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Family Malvaceae
Durio graveolens Becc.

Scientific names Common names
Durio graveolens Becc.            Dugyan (Tagalog)
  Orange-fleshed durian (Engl.)
  Red durian (Engl.)
  Yellow durian (Engl.)
Durio graveolens is an accepted species.zalacca (Gaertn.) Voss is an accepted name. KEW: Plants of the World Online
Also read: Durian (Durio zibethinus)

Other vernacular names
BORNEO: Taula, Durian anggang.
INDONESIA: Durian rimba (jungle durian), durian burung (bird durian), Tinambela, Durian anggang, Ta-bela, Durian isa.
MALAYSIA: Durian merah (red durian), Durian otak udang galah (Crayfish brain durian), Durian kuning (yellow durian),Durian burong (bird durian), Durian rimba, Dugian anggang, Ta-bela, Durain isa.
THAILAND: Thurian-rakka, Thurian rak kah, Thurian khua tit.
OTHERS: Durian isu (Iban), Durain umot (Bidayuh), Duriang anggang (hornbill durian), Durian batu (stone durian), Durian hutan (forest durian).

Gen info
- Durio graveolens is a species of tree in the family Malvaceae. It is one of six species of durian named by Italian naturalist Odoardo Beccari.
- Durio sensu lato has 30 recognized species. Durio sensu stricto comprises 24 of these species. (7)
- Etymology:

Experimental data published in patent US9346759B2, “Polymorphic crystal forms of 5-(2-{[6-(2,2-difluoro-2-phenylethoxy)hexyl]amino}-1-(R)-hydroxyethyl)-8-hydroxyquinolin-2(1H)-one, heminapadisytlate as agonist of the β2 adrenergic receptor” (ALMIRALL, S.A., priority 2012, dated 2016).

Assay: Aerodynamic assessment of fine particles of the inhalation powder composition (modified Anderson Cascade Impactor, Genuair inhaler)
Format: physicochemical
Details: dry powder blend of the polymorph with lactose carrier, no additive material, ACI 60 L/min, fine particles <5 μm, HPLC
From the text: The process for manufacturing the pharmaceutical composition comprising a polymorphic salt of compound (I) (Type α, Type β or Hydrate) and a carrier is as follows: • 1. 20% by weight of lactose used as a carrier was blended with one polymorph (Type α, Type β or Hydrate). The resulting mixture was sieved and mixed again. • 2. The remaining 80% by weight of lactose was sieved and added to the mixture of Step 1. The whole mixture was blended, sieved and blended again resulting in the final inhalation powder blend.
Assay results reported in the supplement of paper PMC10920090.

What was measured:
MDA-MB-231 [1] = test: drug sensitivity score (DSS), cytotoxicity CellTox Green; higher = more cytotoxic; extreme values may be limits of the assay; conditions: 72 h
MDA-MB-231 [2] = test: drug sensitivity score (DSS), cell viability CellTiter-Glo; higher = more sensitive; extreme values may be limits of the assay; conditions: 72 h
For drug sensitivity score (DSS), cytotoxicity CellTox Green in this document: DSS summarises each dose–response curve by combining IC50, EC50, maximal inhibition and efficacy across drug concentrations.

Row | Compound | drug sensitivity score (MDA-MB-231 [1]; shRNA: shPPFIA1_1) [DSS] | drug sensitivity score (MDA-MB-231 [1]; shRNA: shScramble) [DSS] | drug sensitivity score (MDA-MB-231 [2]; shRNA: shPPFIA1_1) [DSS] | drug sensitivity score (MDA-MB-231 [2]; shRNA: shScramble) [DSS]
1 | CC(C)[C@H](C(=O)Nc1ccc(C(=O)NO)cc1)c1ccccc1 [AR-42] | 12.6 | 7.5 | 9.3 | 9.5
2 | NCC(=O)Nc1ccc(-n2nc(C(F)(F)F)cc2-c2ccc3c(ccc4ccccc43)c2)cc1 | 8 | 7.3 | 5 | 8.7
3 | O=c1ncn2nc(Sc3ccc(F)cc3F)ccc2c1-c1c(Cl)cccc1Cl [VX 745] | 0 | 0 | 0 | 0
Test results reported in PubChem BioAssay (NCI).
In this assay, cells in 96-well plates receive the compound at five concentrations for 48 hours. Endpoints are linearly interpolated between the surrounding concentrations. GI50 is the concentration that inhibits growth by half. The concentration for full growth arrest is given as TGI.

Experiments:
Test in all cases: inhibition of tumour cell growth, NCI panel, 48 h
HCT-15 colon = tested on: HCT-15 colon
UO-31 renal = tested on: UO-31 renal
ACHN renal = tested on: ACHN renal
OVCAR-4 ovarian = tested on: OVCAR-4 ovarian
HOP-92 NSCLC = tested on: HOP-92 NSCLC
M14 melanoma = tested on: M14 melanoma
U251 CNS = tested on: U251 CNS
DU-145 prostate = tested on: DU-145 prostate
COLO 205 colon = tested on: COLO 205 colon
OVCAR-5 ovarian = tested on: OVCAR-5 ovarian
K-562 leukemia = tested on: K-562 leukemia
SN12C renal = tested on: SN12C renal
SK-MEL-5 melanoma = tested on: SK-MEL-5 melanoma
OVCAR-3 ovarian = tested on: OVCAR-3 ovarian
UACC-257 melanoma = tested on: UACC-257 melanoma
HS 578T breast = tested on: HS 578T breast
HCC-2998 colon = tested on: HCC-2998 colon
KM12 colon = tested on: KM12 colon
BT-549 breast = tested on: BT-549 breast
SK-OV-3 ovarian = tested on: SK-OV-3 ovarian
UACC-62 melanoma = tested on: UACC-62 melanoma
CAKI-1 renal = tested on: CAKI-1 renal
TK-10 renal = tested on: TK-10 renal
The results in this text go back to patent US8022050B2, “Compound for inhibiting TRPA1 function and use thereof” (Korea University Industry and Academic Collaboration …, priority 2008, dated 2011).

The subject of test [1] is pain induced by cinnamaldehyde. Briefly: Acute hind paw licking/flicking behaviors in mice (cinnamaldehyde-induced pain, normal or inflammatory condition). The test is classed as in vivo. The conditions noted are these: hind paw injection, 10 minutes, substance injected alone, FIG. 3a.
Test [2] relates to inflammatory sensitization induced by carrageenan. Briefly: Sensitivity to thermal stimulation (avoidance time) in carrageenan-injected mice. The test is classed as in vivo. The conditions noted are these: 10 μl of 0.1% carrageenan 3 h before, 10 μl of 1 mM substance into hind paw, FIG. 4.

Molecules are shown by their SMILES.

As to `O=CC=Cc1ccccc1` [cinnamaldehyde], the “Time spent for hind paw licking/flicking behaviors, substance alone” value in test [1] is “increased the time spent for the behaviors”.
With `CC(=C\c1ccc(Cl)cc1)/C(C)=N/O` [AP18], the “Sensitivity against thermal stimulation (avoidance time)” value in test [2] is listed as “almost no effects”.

The genus name Durio derives from durian or durion, which is the Malay vernacular name for the thorny fruit of the plant and where duri means thorn.
The specific epithet graveolens derives from Latin gravis meaning "heavy, strong" and olens meaning "smell" referring to the fruit's strong smell or rank odor. (3)
- While most Durio species, especially Durio dulcis, have a strong scent, the red-fleshed D. graveolens has a mild scent.   A book published by the U.S. National Research Council referred to it as "odorless". (6)
- D. graveolens is the most popular 'wild" species of durian; however, its cogener D. zibethinus is the most commonly eaten species and dominates sales worldwide. (6)
- The synonym journey: The plant has journeyed through various synonyms. It was initially described in 1889 by Odoardo Beccari. In 1924, Dutch botanist Reinier Cornelius Bakhuizen Van den Brink reduced it to a synonym of D. conicus. In 1953 British botanist John Wyatt-Smith combined it under D. dulcis. In 1958, Indonesian botanists Andre Joseph Guillaume Henri Kostermans and Wertit Soegeng-Reksodihardjo separated D. graveolens back to its own species in 1958. (6)
- Red Durio graveolens should not be confused for popular clones from Malaysia known as Red Flesh (D164) and Red Prawn (D175), both belonging to D. zibethinus. (6)

- D. graveolens is a large tree that can reach up to measure 50 m tall, with straight, cylindrical bole, branchless for up to measure 25 m and up to measure 100 cm in diameter and with steep buttresses that up to 3 m high. The bark surface is smooth, finely cracked or flaky, reddish-brown or grayish-mauve in color. The leaves are elliptical to oblong in shape, measuring 10-26 cm x 4-10 cm and densely copper-brown scaly below. The flowers are in short cymes on branches. The white petals are measure about 25-35 mm long. The stamens are in 5 bundles and opened by a slit. The fruit is spherical, up to measure 15 cm in diameter where the outside is orange-yellow in color  with sharp pyramidal spines. (2)